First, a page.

Arab teens attack Jewish youth in Jerusalem’s Old City

Police arrest two for throwing rocks at Jewish-owned car in separate incident; earlier, 15 held as Temple Mount clashes leave four officers hurt

Israeli border police in the Old City of Jerusalem (Yonatan Sindel/Flash90)
Israeli border police in the Old City of Jerusalem (Yonatan Sindel/Flash90)

A group of Arab teenagers in Jerusalem’s Old City attacked a Jewish youth Wednesday evening as the Jewish holiday of Sukkot began, and were later arrested by police.

The youth was unharmed and did not need medical attention, Israel Radio reported.

Also Wednesday evening, police arrested two Arab teenagers on suspicion of throwing rocks at a Jewish-owned car near the city’s Pisgat Zeev neighborhood. No injuries were reported in the suspected attack.

Earlier, police and masked rioters clashed on the Temple Mount, as tensions ramped up ahead of the holiday

Rioters were chased by police into the al-Aqsa Mosque, located on the Mount’s esplanade, after fighting broke out following the opening of a gate for non-Muslim visitors.

Protesters inside the mosque tried to spray flammable liquid out of windows toward officers.

They also threw Molotov cocktails from within the mosque for the first time, according to Israel Radio.

Four policemen were wounded in the clashes, and 15 arrests were made, according to police.

The Palestinian Ma’an news agency reported dozens of Palestinians were injured in the clashes.

The agency reported a fire broke out in the mosque after a stun grenade was thrown by police officers.

The fighting began when masked youths threw stones, iron bars, cinder blocks and Molotov cocktails at police officers as the Mughrabi Gate opened to non-Muslim visitors earlier in the day.

Police chased the demonstrators toward the Al-Aqsa mosque, where they barricaded themselves inside and continued hurling objects in the direction of the police, said police spokeswoman Luba Samri.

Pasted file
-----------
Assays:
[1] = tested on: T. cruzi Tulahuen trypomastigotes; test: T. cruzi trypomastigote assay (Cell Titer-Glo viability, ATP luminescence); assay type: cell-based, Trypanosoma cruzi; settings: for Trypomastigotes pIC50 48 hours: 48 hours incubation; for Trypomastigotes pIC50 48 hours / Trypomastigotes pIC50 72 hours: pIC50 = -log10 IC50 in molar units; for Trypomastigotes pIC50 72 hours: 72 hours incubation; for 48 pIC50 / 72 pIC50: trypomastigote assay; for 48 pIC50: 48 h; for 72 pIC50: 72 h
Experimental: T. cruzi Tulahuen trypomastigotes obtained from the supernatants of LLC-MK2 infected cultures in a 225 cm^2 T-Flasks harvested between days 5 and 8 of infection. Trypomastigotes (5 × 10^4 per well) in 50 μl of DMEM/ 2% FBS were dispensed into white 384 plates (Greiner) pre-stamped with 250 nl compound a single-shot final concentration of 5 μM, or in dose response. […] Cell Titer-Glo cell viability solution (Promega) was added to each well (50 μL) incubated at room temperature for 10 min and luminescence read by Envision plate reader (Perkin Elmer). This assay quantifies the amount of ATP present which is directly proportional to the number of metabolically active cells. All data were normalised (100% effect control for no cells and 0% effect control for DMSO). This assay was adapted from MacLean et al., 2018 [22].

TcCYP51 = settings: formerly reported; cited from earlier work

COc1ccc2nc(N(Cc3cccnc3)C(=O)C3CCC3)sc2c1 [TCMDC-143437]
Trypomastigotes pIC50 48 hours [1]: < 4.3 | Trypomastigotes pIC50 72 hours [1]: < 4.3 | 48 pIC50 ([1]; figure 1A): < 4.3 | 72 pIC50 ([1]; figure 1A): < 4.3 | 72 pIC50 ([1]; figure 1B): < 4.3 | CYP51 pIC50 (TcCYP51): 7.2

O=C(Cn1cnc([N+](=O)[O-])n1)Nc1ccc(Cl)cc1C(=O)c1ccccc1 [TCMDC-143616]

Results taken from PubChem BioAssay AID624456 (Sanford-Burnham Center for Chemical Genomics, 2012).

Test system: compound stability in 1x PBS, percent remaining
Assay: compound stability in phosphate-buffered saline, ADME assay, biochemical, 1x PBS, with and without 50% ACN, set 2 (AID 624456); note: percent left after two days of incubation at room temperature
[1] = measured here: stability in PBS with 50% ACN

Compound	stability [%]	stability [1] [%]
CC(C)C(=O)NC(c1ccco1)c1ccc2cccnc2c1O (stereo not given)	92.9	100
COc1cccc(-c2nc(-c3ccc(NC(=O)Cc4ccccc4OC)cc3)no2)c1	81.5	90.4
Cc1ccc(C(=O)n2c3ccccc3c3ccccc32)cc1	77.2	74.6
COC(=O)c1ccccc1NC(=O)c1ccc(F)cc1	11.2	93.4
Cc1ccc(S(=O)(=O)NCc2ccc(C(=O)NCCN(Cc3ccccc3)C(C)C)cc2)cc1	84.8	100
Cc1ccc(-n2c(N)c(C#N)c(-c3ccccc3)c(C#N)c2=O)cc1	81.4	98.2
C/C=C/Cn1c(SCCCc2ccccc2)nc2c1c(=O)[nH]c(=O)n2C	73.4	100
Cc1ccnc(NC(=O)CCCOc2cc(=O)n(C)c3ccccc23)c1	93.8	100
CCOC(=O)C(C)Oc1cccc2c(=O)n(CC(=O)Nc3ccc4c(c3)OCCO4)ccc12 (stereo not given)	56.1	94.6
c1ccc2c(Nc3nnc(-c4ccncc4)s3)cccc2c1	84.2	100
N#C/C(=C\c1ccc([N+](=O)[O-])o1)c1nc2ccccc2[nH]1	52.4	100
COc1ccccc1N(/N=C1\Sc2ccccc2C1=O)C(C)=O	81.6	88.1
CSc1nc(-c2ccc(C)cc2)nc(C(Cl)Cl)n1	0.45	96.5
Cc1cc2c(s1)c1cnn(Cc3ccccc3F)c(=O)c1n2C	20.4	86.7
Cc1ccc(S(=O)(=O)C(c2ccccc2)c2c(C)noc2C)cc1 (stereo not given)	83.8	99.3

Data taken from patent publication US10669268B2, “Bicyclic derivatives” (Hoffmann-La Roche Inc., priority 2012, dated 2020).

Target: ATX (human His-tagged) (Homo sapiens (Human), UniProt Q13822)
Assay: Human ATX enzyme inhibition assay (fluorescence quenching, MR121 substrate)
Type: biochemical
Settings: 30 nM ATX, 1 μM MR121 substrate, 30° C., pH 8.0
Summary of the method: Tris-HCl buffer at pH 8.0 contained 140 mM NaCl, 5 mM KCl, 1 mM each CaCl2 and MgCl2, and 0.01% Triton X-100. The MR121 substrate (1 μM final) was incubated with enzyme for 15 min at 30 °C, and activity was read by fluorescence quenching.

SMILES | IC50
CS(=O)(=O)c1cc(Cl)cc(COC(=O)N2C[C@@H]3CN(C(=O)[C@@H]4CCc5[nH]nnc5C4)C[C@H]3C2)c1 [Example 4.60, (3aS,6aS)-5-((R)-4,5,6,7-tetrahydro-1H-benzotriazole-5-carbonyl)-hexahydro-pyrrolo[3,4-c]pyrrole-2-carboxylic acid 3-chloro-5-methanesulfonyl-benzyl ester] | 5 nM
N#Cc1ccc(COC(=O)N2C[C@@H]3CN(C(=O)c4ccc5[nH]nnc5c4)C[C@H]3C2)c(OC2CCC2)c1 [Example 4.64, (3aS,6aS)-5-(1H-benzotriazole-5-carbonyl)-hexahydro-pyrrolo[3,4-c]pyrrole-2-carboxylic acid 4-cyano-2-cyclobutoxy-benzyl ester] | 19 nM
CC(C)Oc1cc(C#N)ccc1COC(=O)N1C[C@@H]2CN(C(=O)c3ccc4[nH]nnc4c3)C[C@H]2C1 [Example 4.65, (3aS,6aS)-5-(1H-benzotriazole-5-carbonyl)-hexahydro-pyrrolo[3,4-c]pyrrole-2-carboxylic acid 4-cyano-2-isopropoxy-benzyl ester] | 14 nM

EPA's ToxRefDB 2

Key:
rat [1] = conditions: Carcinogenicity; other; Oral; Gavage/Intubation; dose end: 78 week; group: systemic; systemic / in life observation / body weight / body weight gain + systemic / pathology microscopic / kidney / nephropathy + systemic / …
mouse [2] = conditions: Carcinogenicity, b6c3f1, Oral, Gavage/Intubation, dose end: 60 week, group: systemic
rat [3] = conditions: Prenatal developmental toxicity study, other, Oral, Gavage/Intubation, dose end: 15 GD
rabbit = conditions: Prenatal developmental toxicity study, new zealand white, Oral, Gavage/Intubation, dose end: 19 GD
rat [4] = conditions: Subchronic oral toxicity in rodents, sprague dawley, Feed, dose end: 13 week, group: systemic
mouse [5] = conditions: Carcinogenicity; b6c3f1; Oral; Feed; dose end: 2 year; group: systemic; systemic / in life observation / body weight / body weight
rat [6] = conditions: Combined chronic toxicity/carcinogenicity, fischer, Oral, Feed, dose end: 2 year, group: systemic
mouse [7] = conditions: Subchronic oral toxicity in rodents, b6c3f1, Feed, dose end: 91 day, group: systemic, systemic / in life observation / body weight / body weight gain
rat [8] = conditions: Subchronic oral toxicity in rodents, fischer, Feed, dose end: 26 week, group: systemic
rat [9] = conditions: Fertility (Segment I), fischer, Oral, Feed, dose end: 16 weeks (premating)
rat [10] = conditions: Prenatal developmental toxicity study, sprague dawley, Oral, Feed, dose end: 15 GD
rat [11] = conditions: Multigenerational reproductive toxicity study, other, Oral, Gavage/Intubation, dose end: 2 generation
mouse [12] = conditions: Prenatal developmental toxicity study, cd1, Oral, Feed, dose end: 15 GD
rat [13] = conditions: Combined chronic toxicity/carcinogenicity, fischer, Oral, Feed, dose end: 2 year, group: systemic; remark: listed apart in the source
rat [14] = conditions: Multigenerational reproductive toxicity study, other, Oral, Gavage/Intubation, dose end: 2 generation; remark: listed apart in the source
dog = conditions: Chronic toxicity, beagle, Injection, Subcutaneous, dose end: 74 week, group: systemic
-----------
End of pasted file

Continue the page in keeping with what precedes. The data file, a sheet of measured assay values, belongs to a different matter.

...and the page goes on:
Samri said the Palestinians had prepared for the confrontation ahead of time, and had set up obstacles at the holy site to slow down police. She said the Palestinians threw firebombs and rocks at police from within the mosque.

Police responded with “nonlethal riot control means,” Samri said.

A radical Islamic cleric in Israel, Raed Salah, had called on Muslims to be present at the mosque Wednesday morning. About 30 young Palestinians slept the night before at the mosque in preparation for the confrontation, according to Palestinian eyewitnesses.

The skirmish came as Israeli Jews prepared for the holiday of Sukkot, which began Wednesday night. Many Jews have the custom of visiting the Temple Mount on holiday eves, ramping up tensions on the contested site.

The Mughrabi Gate has been the site of frequent clashes between Israeli security forces and Muslim worshipers, due to a commonly perceived belief among the local Islamic community of Jewish encroachment onto the Temple Mount.

Last month saw violent clashes in and around the Temple Mount compound ahead of the Rosh Hashanah holiday.

The clashes came amid an uptick in inter-ethnic violence in Jerusalem over the past several months, with incidents of East Jerusalem rioters hurling stones and Molotov cocktails and using fireworks as a weapon.

Police have cracked down on the protests, arresting suspected rioters in overnight sweeps and bolstering their presence in flashpoint areas.

Police said Wednesday they had arrested two men in their 20s for throwing stones at passing cars and the Jerusalem light rail.

Prime Minister Benjamin Netanyahu ordered police to up patrols in East Jerusalem Tuesday, saying he would not allow riots to become the norm, Israel Radio reported.

The Temple Mount, which holds the Dome of the Rock and al-Aqsa Mosque, is considered the third-holiest site in Islam and the holiest site for Jews as it was the location of the two ancient Jewish temples.

In September, an addition to the Mughrabi Bridge meant to boost the flow of non-Muslim visitors to the Temple Mount was dismantled after it was deemed “illegal” by Netanyahu. The move, which was praised by Jordan and the Islamic authorities of the site, was seen by some as an attempt to decrease tensions.

AP, Justin Jalil and Spencer Ho contributed to this report.

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